Prognostic Impact of Metastatic Site and Pattern in Patients with Metastatic Head and Neck Cancer

Craig A. Bollig, Christopher I. Newberry, Tabitha L.I. Galloway, Robert P. Zitsch, Elyse K. Hanly, Vivian L. Zhu, Nitin Pagedar, Rohit Nallani, Andres M. Bur, William C. Spanos, Jeffrey B. Jorgensen

Research output: Contribution to journalArticlepeer-review

Abstract

Objectives/Hypothesis: Investigate the relationship between site and pattern of distant metastasis (DM) and overall survival (OS) in a multi-institutional cohort of patients with DM head and neck cancer (HNC). Study Design: Retrospective review. Methods: 283 patients treated at 4 academic centers in the Midwest HNC Consortium between 2000 and 2015 were retrospectively reviewed. Disease patterns were divided between solitary metastatic versus polymetastatic (≥2 sites) disease. Survival functions for clinically relevant variables were estimated using Kaplan-Meier and Cox proportional hazards models. Results: Median OS for all patients was 9.0 months (95% confidence interval [CI]: 7.4–10.6). Lung (n = 220, 77.7%) was the most common site of DM, followed by bone (n = 90, 31.8%), mediastinal lymph nodes (n = 55, 19.4%), liver (n = 41, 14.5%), and brain (n = 17, 6.0%). Bone metastases were independently associated with the worst prognosis (hazard ratio [HR] = 1.6, 95% CI: 1.3–2.1). On univariate analysis, brain metastases were associated with improved prognosis (HR = 0.5, 95% CI: 0.3–0.9), although this was not statistically significant on the multivariate analysis. Polymetastatic disease was present in the majority of patients (n = 230, 81.3%) and was associated with a worse prognosis compared to solitary metastatic disease (HR = 1.4, 95% CI: 1.0–2.0). Conclusion: Our large, multi-institutional review indicates that both the metastatic pattern and site of DM impact OS. Polymetastatic disease and bone metastasis are associated with worse prognosis, independent of treatment received. Level of Evidence: 4 Laryngoscope, 2020.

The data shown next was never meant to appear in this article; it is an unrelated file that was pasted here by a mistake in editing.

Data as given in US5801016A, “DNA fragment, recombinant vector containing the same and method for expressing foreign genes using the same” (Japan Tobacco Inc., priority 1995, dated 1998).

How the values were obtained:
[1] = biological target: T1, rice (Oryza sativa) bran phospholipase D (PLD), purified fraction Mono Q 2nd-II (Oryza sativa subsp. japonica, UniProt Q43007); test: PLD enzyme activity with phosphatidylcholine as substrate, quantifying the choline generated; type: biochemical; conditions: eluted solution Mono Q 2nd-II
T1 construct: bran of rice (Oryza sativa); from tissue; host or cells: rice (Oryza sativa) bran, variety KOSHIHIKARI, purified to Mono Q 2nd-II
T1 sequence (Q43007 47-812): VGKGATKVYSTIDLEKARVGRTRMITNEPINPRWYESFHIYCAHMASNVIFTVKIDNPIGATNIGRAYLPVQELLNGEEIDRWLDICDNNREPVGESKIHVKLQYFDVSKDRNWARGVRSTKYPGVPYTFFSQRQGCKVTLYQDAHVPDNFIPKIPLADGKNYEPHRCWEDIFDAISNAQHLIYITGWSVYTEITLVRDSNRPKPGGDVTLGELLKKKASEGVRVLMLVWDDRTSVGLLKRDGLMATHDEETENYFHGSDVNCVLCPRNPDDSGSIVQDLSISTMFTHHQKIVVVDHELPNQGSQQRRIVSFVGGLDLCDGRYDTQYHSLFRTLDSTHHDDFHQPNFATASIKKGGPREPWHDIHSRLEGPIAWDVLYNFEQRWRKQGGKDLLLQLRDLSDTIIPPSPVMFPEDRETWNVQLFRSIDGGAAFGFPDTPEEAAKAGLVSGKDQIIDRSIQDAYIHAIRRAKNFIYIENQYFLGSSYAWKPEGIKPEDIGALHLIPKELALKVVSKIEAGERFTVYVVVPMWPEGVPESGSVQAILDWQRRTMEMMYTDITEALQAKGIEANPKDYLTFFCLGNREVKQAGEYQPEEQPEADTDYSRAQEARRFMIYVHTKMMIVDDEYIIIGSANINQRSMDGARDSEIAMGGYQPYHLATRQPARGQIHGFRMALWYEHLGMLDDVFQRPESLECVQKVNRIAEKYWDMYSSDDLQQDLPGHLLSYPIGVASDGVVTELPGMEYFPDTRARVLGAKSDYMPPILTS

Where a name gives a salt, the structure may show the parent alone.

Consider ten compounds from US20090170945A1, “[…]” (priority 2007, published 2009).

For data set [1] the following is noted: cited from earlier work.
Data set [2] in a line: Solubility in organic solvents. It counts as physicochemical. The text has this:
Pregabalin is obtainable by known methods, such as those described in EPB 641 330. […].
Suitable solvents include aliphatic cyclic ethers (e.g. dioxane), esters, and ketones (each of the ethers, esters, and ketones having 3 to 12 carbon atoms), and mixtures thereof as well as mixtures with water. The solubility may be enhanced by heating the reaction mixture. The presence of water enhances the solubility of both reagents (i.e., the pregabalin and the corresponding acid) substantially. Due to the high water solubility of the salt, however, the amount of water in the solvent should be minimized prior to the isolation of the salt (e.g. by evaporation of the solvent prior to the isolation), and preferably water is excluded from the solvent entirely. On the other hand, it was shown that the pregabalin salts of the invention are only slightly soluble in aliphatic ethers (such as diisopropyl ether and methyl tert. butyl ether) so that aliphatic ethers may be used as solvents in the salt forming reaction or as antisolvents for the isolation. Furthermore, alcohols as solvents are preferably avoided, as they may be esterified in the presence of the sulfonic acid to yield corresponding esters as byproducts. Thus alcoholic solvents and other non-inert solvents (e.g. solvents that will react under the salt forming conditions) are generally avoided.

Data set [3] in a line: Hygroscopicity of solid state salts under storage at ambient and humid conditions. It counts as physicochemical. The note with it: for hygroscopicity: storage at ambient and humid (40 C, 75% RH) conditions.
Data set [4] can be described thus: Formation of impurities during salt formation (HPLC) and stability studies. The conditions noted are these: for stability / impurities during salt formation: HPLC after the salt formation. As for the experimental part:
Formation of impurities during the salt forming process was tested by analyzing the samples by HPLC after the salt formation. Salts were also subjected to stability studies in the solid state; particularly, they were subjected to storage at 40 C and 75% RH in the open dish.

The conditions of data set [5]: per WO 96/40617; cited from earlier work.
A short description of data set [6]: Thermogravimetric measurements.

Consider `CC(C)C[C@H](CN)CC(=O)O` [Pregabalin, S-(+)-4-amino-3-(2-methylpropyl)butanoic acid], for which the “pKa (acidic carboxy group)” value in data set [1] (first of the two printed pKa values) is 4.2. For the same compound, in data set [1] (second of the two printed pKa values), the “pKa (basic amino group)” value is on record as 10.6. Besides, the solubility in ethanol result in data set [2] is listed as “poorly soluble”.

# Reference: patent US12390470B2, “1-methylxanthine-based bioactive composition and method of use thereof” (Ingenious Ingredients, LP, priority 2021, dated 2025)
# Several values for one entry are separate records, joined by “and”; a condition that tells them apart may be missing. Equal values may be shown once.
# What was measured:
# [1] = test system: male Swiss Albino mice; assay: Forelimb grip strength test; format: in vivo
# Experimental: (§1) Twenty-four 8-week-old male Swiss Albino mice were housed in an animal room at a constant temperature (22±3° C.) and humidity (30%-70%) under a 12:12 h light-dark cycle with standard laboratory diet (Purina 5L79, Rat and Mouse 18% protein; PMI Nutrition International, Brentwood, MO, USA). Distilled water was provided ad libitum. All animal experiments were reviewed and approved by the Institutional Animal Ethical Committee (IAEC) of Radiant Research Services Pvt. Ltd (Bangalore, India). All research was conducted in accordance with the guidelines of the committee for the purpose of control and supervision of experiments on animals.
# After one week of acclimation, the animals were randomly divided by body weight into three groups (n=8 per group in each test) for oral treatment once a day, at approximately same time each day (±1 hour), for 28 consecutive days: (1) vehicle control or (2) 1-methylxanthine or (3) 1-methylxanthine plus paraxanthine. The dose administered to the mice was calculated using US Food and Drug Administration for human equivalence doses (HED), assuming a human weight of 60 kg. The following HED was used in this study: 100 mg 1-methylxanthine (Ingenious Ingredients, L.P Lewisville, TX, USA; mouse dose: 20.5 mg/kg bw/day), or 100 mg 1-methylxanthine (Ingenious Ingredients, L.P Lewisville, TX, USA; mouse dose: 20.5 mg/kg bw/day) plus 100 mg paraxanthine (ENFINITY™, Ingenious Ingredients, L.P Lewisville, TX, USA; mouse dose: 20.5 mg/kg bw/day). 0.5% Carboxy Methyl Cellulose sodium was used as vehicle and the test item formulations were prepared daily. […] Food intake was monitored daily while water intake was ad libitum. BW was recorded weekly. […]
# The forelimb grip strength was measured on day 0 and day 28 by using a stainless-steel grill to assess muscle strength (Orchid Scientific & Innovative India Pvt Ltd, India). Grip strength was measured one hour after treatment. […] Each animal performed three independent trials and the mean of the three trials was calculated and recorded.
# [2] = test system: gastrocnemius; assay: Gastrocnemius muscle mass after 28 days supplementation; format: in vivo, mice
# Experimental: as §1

Original languageEnglish (US)
JournalLaryngoscope
DOIs
StateAccepted/In press - 2020
Externally publishedYes

Keywords

  • Head and Neck
  • hypopharynx/esophagus
  • larynx
  • oral cavity
  • oropharynx

ASJC Scopus subject areas

  • Otorhinolaryngology

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